In a statement today, the Government agency revealed the man – whose location has also been withheld – has been cured with ertapenem, another antibiotic.
An Englishman who caught the ‘world’s worst’ case of super-gonorrhoea has been cured with a last-ditch antibiotic.
In the first recorded case worldwide, the unidentified man caught a version of the STI that was resistant to two crucial drugs.
Health officials revealed he caught it from a one-night stand with a woman during his travels to south east Asia earlier this year – despite having a girlfriend in the UK.
Public Health England issued a warning over the the STI, resistant to ceftriaxone and azithromycin – the two drugs recommended for gonorrhoea.
In the first recorded case worldwide, the unidentified man caught a version of the STI that was resistant to two crucial drugs
Dr Gwenda Hughes, head of STIs at PHE, said: ‘We are pleased to report the case of multi-drug resistant gonorrhoea has been successfully treated.
‘Investigations have also revealed there has been no further spread of this infection within the UK.’
Dr Hughes did, however, warn that ‘we expect to see further cases of multi-drug resistant gonorrhoea in the future’.
She pointed to two similar cases in Australia that came to light earlier this week, with one patient having also caught the bug from south east Asia.
World Health Organization experts raised fears two years ago the STI, once known as the ‘clap’, could become immune to antibiotics in a ‘matter of years’.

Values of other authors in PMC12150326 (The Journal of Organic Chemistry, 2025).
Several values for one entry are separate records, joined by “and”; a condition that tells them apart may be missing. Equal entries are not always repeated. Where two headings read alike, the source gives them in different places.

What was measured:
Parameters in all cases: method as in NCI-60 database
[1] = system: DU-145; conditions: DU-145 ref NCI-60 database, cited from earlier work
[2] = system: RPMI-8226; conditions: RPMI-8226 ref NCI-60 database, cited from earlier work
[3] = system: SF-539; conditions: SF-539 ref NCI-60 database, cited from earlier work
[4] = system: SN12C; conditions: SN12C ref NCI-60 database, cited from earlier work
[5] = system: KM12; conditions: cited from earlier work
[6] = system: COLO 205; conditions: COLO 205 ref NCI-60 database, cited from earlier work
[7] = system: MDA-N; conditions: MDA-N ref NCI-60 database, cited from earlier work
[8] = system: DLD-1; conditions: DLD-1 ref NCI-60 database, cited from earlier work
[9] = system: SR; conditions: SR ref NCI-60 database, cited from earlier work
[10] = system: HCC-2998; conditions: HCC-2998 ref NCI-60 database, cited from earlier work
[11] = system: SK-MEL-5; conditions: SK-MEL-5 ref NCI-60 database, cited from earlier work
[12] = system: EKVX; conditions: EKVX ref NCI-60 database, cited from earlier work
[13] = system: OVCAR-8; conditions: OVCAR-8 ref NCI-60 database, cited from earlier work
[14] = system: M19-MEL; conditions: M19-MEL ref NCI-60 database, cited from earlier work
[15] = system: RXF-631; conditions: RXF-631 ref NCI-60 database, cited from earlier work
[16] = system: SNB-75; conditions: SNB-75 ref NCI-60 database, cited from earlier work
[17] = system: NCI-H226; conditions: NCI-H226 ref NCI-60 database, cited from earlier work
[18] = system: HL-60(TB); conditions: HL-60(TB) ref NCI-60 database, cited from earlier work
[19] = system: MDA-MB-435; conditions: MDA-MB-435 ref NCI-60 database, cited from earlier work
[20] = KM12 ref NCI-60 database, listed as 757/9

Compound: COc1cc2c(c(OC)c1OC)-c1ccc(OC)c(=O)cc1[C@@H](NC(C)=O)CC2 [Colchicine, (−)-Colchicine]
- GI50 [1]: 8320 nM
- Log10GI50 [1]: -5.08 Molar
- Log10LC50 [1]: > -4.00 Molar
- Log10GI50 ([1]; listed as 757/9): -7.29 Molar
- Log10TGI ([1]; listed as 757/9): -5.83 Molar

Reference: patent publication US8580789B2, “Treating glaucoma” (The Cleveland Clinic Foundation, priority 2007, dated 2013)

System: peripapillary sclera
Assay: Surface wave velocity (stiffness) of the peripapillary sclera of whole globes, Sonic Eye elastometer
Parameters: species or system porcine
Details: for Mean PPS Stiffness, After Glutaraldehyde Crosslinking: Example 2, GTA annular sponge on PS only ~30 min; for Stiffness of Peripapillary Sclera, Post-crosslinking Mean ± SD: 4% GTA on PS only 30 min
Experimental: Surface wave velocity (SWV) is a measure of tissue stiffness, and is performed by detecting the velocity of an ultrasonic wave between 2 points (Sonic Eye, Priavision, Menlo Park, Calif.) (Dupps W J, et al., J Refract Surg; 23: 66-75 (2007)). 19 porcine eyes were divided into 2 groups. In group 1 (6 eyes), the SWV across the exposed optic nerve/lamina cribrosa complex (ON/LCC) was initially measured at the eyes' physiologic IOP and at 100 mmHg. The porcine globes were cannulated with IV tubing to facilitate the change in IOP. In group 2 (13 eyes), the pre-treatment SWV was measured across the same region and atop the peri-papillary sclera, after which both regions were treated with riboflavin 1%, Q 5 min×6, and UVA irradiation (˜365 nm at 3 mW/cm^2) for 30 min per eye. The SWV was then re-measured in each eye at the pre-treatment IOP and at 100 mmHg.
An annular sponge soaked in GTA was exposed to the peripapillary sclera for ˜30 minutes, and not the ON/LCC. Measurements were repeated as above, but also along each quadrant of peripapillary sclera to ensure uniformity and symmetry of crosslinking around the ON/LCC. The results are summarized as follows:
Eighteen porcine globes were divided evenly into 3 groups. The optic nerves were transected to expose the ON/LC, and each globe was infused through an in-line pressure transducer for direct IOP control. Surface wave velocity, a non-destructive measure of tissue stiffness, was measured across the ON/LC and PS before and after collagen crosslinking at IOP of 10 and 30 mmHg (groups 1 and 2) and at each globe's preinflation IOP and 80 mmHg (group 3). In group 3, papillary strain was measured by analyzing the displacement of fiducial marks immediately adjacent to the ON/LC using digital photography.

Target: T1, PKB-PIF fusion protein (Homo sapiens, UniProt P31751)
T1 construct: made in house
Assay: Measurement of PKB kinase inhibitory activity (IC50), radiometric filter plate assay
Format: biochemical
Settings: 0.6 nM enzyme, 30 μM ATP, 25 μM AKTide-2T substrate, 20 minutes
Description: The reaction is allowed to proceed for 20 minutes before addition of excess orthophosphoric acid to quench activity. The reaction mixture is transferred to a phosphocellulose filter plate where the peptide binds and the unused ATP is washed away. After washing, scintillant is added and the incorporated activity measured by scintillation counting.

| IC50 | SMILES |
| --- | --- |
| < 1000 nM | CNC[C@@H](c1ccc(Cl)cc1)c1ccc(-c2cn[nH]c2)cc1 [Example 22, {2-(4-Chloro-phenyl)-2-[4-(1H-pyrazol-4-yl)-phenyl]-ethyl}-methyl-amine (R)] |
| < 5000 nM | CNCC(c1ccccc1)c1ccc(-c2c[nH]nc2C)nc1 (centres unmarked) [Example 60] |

The WHO recommends patients are given ceftriaxone and azithromycin to combat gonorrhoea, the third most common STI in Britain.
But in the case of the Englishman battling super gonorrhoea, revealed last month, PHE admitted he was resistant to both of the drugs.
Officials said at the time: ‘This is the first global report of high-level azithromycin resistant N. gonorrhoeae which is also resistant to ceftriaxone.’
WHAT IS SUPER GONORRHOEA?
When gonorrhoea is resistant to one of two antibiotics recommended to treat it, it is known as super gonorrhoea.
But this is the first recorded case where the bug has fought off both treatments – a pill called azithromycin and an infection called ceftriaxone.
All types of gonorrhoea – historically called ‘the clap’ – are caused by the bacteria Neisseria gonorrhoeae.
It is quick to develop and strains mutate every few years to become resistant to drugs.
Doctors have frequently changed their recommended treatments to keep up with the changing nature of the bug. It stopped responding to penicillin in the 1980s.
Symptoms of gonorrhoea include discharge, bleeding or pain when urinating.
But around one in two women and one in 10 men will not experience any signs, which is why the infection is so easily spread.
Women who do not get treatment can develop pelvic inflammatory disease – an infection of the womb and ovaries which can cause infertility.
In pregnancy, it can cause miscarriage, premature birth or lead to babies developing problems with their vision.
Patients with super gonorrhoea can be given some other treatments which might work but can have unpleasant side effects.
Health experts warn it is only a matter of time before the bug mutates to resist these remaining antibiotics too. They recommend using condoms and regular testing to prevent spread of the disease.